Thursday, August 15, 2013

Dollars & Sense - Will Washington Ever Change Their Nickname?

The football team in Washington has a racist nickname.  Really there's no way around it.  Well, of course, it's only racist if you think about it.  And when you think about it, you probably have an image of the skinned skull of a Native American or of the outwardly racist former owner, George Preston Marshall, or some combination of both.  Yes, this is the same Marshall that was the last owner to integrate his football team in 1962 and only did so because the league stepped in.

Some contend that the nickname is to honor the Native Americans and their fighting attitude.  This seems to be a bit disillusioned and a Hail Mary pass to save the name in the face of public outrage.

Hail to the Pigskins!In Dan Snyder's defense, it's tough to toy with a brand that was recently valued at $1.7 billion by Forbes.  But, you know, sometimes the hardest thing and the right thing are the same. 

Either way, tough decision or not, the name is racist.  The name needs to change. Let's be honest with ourselves; enough is enough.

Enough is exactly what many mainstream media outlets are saying to Washington's nickname.  Slate is the latest media outlet to join in a a boycott on using the nickname.  The New Republic and Mother Jones also followed suit.  The team will now be known as "the football team from Washington."  Heck, the nickname is even on the list of words band from the National Scrabble Championship that used to air on ESPN.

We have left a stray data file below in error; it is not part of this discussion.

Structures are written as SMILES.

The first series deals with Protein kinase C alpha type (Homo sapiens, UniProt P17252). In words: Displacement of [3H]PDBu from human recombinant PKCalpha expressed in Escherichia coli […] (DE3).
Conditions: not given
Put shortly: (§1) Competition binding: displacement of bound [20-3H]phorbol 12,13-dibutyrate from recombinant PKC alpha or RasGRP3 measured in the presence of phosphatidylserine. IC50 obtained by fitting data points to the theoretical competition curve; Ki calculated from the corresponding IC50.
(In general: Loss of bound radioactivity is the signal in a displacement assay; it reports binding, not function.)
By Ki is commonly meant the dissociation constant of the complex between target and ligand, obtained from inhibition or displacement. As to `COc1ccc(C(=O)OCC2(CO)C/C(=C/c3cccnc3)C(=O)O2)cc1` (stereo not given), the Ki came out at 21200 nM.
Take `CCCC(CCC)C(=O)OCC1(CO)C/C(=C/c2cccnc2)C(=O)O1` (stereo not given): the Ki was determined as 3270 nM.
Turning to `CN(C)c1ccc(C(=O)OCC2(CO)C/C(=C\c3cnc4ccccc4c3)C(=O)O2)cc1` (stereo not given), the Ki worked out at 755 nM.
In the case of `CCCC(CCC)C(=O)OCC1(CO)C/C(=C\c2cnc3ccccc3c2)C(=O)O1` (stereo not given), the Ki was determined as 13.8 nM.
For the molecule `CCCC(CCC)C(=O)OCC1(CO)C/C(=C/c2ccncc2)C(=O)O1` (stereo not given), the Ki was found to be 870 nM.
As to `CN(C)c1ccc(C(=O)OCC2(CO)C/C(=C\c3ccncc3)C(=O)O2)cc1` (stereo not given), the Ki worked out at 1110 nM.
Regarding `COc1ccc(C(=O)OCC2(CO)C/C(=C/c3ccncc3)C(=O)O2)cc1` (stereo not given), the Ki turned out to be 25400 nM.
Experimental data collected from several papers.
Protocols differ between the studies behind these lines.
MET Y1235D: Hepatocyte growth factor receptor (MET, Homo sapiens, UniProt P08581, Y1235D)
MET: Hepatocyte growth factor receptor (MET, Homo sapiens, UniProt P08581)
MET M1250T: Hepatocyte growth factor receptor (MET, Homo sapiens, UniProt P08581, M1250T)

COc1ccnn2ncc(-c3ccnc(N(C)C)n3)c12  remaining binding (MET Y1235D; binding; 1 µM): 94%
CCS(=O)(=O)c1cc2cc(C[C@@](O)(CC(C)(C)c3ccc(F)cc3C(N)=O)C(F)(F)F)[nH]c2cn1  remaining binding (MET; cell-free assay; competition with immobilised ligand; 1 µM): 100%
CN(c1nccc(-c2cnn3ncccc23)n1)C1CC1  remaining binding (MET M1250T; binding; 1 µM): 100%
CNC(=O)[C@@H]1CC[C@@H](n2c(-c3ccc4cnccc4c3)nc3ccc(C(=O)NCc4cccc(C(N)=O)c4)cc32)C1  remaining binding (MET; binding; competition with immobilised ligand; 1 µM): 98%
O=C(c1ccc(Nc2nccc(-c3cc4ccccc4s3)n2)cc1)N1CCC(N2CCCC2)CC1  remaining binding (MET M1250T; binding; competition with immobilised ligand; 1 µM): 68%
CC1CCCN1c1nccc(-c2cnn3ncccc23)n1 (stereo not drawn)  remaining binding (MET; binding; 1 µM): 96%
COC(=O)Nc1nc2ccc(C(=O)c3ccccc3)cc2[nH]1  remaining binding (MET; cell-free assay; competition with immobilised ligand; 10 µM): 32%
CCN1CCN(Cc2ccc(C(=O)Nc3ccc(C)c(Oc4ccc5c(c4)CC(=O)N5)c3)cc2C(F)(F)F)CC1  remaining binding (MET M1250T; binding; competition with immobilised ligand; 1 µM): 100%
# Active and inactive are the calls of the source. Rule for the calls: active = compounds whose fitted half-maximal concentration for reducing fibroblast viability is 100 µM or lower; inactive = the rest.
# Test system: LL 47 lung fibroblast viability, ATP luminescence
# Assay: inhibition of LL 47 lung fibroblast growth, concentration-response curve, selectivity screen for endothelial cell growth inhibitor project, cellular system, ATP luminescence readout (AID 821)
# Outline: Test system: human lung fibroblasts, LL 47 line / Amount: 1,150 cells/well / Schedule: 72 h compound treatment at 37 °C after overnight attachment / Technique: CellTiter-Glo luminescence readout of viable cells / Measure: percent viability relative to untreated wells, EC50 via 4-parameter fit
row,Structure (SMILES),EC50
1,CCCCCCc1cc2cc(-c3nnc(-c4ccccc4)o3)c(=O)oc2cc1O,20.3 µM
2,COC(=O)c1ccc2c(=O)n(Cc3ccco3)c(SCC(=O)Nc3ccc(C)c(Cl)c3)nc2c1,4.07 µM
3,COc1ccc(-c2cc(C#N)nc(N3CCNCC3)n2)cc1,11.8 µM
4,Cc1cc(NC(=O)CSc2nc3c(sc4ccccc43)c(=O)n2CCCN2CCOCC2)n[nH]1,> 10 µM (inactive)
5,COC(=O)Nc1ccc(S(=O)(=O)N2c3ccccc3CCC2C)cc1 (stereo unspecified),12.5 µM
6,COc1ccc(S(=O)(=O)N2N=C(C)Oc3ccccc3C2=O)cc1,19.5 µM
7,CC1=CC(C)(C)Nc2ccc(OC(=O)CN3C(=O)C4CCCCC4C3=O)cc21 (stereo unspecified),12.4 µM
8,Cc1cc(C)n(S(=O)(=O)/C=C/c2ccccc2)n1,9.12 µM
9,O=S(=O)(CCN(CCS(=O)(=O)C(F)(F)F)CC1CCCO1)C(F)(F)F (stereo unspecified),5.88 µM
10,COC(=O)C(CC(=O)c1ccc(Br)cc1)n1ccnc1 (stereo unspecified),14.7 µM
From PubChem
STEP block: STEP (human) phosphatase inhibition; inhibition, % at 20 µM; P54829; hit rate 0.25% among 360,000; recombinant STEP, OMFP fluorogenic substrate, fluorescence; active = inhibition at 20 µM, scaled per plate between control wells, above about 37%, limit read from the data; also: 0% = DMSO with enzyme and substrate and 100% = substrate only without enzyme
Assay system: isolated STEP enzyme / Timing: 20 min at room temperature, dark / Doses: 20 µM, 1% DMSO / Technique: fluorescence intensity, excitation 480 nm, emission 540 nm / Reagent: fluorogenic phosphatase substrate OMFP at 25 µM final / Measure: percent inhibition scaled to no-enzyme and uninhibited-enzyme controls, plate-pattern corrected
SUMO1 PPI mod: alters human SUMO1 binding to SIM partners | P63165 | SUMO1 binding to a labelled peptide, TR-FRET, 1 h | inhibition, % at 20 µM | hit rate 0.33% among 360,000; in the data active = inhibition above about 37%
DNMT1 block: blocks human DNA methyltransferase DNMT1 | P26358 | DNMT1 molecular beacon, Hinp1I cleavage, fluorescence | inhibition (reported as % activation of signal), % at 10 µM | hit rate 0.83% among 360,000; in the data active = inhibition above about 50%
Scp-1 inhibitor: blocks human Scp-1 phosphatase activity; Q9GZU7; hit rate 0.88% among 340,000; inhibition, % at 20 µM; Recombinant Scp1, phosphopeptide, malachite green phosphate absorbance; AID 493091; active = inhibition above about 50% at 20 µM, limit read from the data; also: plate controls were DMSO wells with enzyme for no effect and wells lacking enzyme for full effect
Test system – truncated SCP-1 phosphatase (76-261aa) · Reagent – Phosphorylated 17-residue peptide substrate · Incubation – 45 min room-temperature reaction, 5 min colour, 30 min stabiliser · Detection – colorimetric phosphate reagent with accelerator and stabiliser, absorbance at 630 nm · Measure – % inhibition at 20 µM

So how much is a team's nickname -- their brand, if you will -- really worth?  ESPN's Peter Keating recently wrote about this, and below is a quote from his article:

It might seem that the Redskins, who have represented our nation's capital for nearly 80 years, have a uniquely powerful brand. But pro football teams get most of their value from the sport they play (62 percent, Forbes says) and the market they're in (17.4 percent). Just 6.5 percent, on average, comes from their brand equity -- the value teams get from fans being able to identify with individual franchises. Put an NFL team in DC and it would be worth more than $1 billion even if you called it the Washington Smallpox.
This is pretty major research considering how much emphasis we put on the importance of a team name (Exhibit A: New Orleans Pelicans). But, nonetheless, it shows that there are much much bigger factors into a team's value.

Many people shy away from talking about changing the name because, well, that means they need to come up with a new one.  Everybody is trying to avoid a Pelicans-esque catastrophe.  Personally, I think that Pigskins is a viable candidate.  It's a perfect candidate at least until Liberals start trying to protect pigs (Hint: If you are trying to argue for or against something, never bring up Liberal or Conservative agendas.  It makes you look like a conspiracy theorist and lose all credibility.)

So as owner Dan Snyder continues to live in his money-filled bigoted world -- "you can use caps" -- it may be coming time to change the name.  The financial hit won't be as big as Snyder or his supporters "estimate" in the press.  Changing the name is a long-term move for society and for the team.  As the number of media and people refusing to use the nickname grows, the number will sure exceed the number of those refusing to continue supporting the team if the name changes.

The time is now to change the nickname of the football team in Washington.

Follow Kevin Rossi on Twitter @kevin_rossi.

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